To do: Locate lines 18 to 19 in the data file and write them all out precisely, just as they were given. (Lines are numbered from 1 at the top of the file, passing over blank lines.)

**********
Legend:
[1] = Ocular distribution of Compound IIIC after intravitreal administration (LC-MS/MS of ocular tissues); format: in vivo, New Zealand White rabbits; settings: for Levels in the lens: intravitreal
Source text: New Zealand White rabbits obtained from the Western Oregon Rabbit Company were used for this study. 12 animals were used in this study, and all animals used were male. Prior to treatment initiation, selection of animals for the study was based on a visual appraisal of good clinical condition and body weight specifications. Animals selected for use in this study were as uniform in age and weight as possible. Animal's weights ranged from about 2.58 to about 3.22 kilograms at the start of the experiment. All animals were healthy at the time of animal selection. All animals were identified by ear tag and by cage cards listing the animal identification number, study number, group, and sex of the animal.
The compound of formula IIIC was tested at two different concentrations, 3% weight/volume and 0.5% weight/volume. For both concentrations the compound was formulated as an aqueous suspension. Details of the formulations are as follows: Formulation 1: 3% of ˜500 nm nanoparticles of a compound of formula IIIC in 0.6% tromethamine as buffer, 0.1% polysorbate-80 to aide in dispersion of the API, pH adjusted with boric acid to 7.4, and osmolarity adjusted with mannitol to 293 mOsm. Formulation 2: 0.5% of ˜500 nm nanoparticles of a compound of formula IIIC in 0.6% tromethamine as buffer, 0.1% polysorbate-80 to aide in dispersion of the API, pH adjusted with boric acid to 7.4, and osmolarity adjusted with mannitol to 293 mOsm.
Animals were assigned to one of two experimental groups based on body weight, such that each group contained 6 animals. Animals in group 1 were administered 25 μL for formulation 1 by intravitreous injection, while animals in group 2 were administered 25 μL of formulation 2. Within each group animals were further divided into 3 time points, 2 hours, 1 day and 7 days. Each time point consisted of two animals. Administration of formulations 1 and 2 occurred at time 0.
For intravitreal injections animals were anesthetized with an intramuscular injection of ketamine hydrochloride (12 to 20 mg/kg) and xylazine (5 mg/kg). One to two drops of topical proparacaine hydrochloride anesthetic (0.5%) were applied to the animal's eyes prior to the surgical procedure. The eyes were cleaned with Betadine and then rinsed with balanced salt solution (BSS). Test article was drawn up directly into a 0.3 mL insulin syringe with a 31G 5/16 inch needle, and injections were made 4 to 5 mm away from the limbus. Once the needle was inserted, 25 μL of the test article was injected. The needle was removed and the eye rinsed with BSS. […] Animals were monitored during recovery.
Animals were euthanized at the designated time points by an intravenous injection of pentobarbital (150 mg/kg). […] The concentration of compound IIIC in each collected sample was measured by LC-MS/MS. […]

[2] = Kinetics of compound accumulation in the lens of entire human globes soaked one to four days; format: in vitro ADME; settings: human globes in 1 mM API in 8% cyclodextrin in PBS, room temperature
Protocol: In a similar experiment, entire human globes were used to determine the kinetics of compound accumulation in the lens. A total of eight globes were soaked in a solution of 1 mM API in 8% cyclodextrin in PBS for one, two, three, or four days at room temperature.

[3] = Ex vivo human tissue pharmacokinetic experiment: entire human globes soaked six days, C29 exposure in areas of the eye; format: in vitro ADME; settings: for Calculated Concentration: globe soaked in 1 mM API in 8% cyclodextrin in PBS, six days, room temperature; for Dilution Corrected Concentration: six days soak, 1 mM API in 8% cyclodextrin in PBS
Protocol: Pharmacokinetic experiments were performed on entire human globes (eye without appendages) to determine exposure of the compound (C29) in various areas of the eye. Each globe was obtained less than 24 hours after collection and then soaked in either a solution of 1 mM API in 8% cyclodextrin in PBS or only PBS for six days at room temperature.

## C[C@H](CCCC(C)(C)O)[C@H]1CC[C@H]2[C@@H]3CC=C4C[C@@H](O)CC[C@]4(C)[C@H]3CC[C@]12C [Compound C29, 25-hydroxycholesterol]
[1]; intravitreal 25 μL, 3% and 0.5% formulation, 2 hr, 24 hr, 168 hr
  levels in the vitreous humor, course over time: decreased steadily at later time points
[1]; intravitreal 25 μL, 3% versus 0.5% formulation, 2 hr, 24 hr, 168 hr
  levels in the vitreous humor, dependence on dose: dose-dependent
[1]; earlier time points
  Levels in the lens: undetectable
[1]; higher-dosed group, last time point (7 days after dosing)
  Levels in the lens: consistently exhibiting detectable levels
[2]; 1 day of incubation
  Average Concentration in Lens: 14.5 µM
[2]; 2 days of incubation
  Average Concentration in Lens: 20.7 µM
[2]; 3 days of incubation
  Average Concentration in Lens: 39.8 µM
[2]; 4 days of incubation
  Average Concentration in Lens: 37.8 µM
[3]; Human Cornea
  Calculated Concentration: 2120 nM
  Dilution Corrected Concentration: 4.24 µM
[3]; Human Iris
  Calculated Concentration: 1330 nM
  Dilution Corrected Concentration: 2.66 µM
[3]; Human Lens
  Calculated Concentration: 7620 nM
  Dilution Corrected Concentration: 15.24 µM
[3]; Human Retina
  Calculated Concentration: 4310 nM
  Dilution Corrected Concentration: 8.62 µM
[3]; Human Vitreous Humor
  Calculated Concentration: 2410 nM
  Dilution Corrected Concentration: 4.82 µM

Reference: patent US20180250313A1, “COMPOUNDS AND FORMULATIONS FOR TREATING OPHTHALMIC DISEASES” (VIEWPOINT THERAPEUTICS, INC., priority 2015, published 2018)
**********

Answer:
  Levels in the lens: undetectable
[1]; higher-dosed group, last time point (7 days after dosing)